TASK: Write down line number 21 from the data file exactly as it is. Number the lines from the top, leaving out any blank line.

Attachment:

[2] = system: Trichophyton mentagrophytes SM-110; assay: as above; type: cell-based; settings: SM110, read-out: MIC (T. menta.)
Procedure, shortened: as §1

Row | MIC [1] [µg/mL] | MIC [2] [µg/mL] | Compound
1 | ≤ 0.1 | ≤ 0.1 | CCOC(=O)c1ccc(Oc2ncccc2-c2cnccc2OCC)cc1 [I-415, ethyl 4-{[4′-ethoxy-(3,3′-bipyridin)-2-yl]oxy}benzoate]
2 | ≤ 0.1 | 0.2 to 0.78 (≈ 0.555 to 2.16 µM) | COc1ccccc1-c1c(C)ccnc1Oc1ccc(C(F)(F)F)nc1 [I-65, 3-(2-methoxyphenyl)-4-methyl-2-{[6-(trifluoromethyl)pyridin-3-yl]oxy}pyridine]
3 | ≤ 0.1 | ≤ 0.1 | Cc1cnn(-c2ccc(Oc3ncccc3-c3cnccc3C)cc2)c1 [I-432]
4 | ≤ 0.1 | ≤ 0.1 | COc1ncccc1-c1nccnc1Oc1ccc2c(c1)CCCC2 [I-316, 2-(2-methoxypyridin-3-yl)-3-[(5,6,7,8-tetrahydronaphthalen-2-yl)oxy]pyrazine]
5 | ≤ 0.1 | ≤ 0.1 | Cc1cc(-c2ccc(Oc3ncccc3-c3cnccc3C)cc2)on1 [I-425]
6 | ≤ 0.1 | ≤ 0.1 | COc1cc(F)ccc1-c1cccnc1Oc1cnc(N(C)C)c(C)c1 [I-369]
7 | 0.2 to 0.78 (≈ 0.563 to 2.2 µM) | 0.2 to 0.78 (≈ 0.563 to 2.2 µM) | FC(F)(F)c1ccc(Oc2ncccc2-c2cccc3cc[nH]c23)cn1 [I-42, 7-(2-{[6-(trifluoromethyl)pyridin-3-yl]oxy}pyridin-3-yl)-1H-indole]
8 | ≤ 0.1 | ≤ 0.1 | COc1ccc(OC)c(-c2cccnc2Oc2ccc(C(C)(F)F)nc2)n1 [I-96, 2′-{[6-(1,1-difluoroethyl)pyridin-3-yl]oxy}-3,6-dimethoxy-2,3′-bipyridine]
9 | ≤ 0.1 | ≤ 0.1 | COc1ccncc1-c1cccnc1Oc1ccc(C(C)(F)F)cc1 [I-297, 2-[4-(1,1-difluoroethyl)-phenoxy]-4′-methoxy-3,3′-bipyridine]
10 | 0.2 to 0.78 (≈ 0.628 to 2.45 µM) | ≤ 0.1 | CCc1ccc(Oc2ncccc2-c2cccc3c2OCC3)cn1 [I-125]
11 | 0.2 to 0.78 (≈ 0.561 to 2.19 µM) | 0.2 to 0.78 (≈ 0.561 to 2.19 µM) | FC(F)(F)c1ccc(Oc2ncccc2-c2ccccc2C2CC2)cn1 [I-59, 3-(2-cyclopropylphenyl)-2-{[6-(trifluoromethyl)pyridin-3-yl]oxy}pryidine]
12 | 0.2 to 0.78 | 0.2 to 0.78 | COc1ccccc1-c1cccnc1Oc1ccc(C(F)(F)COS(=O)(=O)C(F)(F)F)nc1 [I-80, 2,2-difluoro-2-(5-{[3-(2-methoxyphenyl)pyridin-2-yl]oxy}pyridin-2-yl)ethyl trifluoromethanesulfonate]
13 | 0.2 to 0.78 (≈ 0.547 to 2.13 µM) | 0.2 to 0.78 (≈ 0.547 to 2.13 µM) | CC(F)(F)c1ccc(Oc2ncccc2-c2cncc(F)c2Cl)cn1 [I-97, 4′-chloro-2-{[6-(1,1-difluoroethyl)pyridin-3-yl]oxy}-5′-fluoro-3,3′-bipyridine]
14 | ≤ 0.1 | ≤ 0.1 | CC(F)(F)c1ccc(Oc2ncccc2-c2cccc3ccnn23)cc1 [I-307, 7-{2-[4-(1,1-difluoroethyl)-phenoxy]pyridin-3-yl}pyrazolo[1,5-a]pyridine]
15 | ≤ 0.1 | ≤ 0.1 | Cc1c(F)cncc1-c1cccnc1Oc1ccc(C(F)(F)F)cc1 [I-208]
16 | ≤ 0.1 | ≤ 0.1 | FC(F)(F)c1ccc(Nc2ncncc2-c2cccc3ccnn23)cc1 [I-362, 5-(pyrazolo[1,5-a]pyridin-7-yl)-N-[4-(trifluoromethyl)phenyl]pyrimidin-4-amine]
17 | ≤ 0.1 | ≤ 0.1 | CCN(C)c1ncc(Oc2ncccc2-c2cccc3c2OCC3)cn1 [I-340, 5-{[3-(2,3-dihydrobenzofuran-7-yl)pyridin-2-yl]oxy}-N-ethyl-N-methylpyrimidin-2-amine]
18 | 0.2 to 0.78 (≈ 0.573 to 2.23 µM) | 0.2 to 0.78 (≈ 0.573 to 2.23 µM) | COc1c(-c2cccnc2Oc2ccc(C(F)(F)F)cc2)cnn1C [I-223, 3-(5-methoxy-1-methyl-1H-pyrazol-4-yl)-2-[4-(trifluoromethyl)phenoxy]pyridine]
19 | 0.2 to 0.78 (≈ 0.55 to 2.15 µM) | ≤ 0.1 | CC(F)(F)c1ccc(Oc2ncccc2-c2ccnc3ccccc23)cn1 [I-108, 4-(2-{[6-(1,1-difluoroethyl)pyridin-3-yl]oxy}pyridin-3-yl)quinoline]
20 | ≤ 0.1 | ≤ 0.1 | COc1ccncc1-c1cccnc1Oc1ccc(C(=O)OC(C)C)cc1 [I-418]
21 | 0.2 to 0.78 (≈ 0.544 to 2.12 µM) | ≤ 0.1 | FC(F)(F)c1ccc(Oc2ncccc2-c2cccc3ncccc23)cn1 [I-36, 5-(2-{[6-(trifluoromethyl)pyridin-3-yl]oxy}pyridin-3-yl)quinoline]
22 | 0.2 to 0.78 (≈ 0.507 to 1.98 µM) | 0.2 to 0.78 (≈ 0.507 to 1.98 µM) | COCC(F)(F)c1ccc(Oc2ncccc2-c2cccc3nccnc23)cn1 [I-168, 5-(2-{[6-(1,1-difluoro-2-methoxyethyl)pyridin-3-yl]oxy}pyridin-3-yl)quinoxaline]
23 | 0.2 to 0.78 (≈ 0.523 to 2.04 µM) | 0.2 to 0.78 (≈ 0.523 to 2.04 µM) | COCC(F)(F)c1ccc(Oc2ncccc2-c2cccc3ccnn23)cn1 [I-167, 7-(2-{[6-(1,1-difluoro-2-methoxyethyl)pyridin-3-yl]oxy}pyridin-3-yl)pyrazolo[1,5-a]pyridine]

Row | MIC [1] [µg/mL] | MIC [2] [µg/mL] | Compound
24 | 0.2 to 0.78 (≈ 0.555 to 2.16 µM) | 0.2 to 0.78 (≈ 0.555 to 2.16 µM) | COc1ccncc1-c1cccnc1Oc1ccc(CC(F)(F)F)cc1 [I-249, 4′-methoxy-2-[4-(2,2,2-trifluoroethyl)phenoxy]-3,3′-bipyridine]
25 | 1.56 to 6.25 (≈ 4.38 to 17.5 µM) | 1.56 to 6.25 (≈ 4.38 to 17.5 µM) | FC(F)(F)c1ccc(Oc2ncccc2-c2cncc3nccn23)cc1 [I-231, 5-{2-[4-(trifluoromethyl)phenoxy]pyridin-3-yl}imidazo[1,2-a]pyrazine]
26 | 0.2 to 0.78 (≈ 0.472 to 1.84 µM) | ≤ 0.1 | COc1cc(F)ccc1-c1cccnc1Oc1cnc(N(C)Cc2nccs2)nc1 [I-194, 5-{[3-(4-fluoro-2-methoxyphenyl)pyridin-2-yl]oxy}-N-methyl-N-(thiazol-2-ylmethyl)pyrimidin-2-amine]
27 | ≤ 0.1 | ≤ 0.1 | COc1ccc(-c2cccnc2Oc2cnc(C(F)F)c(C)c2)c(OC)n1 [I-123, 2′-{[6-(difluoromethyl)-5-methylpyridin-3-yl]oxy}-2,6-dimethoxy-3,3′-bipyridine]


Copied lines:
18 | 0.2 to 0.78 (≈ 0.573 to 2.23 µM) | 0.2 to 0.78 (≈ 0.573 to 2.23 µM) | COc1c(-c2cccnc2Oc2ccc(C(F)(F)F)cc2)cnn1C [I-223, 3-(5-methoxy-1-methyl-1H-pyrazol-4-yl)-2-[4-(trifluoromethyl)phenoxy]pyridine]